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  • Writer's pictureSchuyler Laverentz

Should I stay or should I blow?

Note: This is a true story. Only the names of the individuals involved and the underlying facts have been changed.

A friend of mine was pulled over by the highway patrol a few months ago for making an incredibly dangerous left turn. Like, something Toonces the Driving Cat would have been proud of (Google it, kids).

Anyway, this friend had just left a local bar where he had spent several hours and, in addition to being charming and gregarious, had drank himself silly. He wisely (note the facetiousness) decided to skip Uber and got in his car and decided to toodle home. After a mile or so, he proceeded with his ridiculously stupid traffic violation that, as it happens, was in full view of a passing patrol car.

My friend didn't know the gendarme had been watching, he was happy simply to not have caused an accident. His passenger was groping for the defibrillator in the back seat when they both saw the "cherries and berries" in the rearview mirror.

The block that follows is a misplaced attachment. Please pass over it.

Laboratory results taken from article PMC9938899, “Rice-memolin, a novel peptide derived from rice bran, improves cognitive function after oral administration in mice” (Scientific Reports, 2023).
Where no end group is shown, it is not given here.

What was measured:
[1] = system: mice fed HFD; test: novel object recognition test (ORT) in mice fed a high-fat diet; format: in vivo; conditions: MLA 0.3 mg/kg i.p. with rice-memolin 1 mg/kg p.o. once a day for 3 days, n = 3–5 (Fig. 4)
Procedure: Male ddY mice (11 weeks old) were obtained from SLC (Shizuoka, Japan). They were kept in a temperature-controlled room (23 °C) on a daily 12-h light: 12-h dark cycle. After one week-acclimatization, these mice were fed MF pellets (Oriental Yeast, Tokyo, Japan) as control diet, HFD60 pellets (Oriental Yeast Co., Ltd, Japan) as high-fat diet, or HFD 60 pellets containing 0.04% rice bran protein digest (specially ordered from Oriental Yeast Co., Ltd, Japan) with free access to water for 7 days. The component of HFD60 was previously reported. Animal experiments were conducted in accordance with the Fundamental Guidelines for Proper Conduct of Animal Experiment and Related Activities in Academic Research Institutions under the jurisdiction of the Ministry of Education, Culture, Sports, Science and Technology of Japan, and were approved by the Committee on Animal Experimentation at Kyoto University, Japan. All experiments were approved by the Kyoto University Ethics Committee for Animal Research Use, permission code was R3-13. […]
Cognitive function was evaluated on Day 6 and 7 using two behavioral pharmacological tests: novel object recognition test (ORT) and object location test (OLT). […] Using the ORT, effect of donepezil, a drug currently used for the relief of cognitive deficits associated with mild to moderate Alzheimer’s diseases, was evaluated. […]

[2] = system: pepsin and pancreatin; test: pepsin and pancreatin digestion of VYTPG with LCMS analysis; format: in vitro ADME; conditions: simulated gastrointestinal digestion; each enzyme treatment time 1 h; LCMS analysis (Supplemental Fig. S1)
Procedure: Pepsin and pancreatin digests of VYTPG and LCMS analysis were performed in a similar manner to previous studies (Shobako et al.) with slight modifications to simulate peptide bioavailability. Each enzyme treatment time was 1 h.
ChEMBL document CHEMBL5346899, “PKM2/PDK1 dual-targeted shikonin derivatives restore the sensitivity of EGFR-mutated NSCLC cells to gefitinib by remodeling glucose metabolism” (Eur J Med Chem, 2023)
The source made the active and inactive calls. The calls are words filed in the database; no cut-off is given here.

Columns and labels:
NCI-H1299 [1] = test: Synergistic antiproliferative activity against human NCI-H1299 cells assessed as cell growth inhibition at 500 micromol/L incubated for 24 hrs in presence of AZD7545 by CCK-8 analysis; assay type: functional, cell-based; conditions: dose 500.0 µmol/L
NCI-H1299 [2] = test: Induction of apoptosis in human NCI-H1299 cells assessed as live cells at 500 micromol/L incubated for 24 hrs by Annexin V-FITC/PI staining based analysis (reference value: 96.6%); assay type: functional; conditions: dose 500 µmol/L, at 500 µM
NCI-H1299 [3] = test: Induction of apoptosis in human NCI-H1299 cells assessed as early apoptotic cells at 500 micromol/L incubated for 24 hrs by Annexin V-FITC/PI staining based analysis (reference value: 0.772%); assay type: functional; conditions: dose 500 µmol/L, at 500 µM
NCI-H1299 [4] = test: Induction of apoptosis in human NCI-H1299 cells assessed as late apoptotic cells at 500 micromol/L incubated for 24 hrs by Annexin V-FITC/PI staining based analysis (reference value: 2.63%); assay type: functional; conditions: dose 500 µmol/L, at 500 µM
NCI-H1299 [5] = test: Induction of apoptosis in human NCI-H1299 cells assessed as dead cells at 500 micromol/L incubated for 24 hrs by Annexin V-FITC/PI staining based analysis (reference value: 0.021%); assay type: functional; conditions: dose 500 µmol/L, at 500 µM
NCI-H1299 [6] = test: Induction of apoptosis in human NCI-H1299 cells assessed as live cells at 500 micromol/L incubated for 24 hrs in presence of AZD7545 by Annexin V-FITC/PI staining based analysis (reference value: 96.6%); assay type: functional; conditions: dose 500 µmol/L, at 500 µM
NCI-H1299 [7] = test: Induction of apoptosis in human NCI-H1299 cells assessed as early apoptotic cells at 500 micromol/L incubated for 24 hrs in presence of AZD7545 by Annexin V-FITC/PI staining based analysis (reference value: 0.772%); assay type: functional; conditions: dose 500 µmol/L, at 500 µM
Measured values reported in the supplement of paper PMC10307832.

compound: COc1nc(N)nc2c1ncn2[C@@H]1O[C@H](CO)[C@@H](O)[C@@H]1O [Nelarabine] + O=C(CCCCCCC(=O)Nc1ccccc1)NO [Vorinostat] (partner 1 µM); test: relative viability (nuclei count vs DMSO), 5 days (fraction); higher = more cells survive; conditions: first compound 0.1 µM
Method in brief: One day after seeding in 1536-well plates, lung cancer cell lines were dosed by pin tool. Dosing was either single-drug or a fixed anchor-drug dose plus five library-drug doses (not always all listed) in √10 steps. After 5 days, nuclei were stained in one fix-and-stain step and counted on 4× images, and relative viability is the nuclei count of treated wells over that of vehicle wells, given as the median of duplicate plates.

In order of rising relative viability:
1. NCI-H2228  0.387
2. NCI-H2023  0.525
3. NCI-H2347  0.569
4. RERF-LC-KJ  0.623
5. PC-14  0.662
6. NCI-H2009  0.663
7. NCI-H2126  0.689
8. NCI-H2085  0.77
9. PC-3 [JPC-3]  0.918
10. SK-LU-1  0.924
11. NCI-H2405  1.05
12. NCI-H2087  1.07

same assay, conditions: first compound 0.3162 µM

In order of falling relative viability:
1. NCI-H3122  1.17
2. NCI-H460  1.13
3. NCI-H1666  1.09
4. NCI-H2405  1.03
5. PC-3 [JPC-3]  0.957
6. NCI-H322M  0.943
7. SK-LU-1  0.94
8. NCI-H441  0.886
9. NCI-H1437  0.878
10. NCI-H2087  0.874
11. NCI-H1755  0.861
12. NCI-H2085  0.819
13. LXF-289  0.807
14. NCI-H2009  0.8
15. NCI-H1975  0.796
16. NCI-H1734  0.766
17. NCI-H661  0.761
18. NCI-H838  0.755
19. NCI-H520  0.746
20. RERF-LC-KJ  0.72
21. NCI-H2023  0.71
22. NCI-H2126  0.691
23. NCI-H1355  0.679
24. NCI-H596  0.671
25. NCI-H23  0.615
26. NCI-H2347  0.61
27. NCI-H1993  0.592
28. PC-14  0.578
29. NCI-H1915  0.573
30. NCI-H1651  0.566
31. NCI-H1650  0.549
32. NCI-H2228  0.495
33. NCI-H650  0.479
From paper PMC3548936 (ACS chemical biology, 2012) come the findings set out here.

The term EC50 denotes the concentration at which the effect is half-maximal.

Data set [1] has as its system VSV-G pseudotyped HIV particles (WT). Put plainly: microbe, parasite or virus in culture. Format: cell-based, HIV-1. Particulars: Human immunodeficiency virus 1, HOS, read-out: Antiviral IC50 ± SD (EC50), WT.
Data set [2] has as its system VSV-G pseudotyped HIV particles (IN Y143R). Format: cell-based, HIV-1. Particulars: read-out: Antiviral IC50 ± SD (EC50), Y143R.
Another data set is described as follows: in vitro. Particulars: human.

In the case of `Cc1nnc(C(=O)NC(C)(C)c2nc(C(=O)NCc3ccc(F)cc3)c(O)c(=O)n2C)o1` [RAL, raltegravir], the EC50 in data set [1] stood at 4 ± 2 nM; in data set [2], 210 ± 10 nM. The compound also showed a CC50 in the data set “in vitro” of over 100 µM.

After coming to a stop and before the officer got out of his car, my friend asked his passenger if he should admit to having consumed alcohol. His quick-thinking buddy said he should not, so they both sat and waited. The first question my friend got was about the crazy traffic maneuver. He apologized profusely. The officer then asked him to come back to his cruiser, which he did.

His friend waited. And waited. And, after about ten minutes, his friend opened the door of the car, put a ticket for an illegal left turn on the console, and proceeded to tell his story. The officer had asked him to submit to a preliminary breath test (PBT), which he had politely refused. A PBT is a small, handheld device that inaccurately determines whether you have consumed alcohol and, also inaccurately, how much. YOU DON'T HAVE TO TAKE IT AND IT WILL NOT AFFECT YOUR LICENSE.

The officer said he smelled alcohol. (Alcohol has no odor). He asked my friend to step out and consent to perform field sobriety tests, which normally consist of the horizontal gaze nystagmus (administered incorrectly pretty much all the time), the walk and turn (same) and the one leg stand (you guessed it). My friend politely refused all his requests.

Did it result in arrest? Nope. Did it result in a DWI? Nope. Will it happen to you? Probably not. But, refusing all of the tests at the scene of the arrest (different at the police station where you should be read implied consent and refusal can result in the suspension of your license) will not affect your license and may not allow the prosecution to gather enough evidence to convict you.

REMEMBER: Don't Drink and Drive.

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